How to Change the World is an insightful and candid documentary about the formation of Greenpeace in 1971 by a small group of environmentalists and activists in Vancouver, British Columbia. Beginning with their attempt to disrupt U.S. nuclear testing in Amchitka, Alaska, the film follows their subsequent efforts to thwart commercial whaling in the Pacific, their anti-sealing campaign in Newfoundland, and their ongoing efforts to defend the natural world against what they perceive as excessive human intervention and abuse. How to Change the World is as much a poignant tale of inspired activism as it is an interesting study of the organization’s early tribulations: idealism vs. anarchy, social movement vs. organizational structure (or lack thereof) and leadership vs. disunity. The voice of co-founder Robert Hunter (de facto leader of Greenpeace from inception) is heard posthumously throughout via narrator Barry Pepper, and it adds an impassioned air of gravitas to the film, detailing the many complexities Greenpeace experienced over the course of its early years of growth and development. A compelling and educational viewing experience.

Genre: Documentary, History

Actor: Bill Darnell, Bobbi Hunter, David Garrick, Emily Hunter, Jerry Rothwell, Paul Watson, Rex Weyler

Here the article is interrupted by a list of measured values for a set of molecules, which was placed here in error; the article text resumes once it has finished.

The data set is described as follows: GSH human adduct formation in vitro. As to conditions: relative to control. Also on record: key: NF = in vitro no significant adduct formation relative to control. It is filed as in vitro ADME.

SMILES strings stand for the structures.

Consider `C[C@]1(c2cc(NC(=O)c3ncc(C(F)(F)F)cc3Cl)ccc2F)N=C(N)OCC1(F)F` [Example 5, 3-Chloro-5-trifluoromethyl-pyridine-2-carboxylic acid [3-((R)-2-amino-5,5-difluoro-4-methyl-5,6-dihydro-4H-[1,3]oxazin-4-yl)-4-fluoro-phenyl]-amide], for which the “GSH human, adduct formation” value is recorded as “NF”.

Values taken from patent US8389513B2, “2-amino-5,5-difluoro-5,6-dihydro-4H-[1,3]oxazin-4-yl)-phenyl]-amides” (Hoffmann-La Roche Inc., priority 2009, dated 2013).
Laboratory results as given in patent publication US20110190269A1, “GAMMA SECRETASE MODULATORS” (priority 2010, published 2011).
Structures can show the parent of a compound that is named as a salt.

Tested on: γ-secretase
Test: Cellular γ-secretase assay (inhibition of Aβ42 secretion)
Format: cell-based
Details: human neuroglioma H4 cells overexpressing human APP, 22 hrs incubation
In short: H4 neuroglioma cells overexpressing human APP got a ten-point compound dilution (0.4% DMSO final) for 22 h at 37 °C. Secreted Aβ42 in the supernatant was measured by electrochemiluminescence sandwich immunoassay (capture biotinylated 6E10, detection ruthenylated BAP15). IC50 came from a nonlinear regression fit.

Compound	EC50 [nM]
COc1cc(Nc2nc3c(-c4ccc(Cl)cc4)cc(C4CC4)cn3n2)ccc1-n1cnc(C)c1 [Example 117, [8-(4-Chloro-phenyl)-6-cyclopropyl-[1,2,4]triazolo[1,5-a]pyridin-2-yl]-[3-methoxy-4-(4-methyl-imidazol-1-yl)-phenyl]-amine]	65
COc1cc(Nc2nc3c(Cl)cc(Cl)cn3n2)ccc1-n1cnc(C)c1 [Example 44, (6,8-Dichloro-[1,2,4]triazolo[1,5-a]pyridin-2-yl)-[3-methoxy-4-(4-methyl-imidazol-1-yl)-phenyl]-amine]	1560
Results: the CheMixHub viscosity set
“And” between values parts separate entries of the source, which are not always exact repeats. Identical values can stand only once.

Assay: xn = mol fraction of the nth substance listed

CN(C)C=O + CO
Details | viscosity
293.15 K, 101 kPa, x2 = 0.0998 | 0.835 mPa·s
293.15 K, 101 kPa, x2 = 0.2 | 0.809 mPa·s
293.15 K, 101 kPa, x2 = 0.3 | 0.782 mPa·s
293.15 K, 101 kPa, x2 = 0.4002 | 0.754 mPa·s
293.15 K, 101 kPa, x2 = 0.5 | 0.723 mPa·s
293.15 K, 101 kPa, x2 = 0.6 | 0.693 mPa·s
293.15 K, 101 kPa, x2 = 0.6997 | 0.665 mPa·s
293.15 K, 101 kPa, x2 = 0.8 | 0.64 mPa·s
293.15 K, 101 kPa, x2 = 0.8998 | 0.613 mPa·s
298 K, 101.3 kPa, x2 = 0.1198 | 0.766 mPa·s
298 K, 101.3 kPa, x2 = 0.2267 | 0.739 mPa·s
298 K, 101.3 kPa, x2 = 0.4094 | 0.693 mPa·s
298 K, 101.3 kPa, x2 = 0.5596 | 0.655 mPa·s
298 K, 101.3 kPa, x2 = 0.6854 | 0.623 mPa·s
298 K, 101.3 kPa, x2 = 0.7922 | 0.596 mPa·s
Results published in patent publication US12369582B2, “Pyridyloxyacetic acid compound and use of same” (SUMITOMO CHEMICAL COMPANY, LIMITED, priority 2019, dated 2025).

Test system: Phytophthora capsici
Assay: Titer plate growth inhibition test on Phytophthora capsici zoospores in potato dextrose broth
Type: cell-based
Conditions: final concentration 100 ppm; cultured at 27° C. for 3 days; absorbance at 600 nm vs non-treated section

Director: Jerry Rothwell

Rating: Not Rated

In this romance from 1997, a photographer and a poet meet in an upscale nightclub in Chicago.

They quickly get together and connect on music, poetry, and photography, but Nina, the photographer, decides to go to New York to mend her relationship with her ex-fiance.

It’s so well-acted, funny, and because it’s been enough time that this has become noticeable, a great depiction of big-city life in the 90s. There is smoking inside, riding a motorcycle without helmets, and top-notch fashion.

The producers said they wanted to make “a contemporary film about African-American life that did not deal with guns and drugs,” and probably because they didn’t make compromises, the film was a commercial failure. In recent years, however, it has been quietly growing into a cult classic.

Genre: Comedy, Drama, Romance

Actor: Bernadette Speakes, Bill Bellamy, Isaiah Washington, Khalil Kain, Larenz Tate, Leonard Roberts, Lisa Nicole Carson, Marie-Françoise Theodore, Nia Long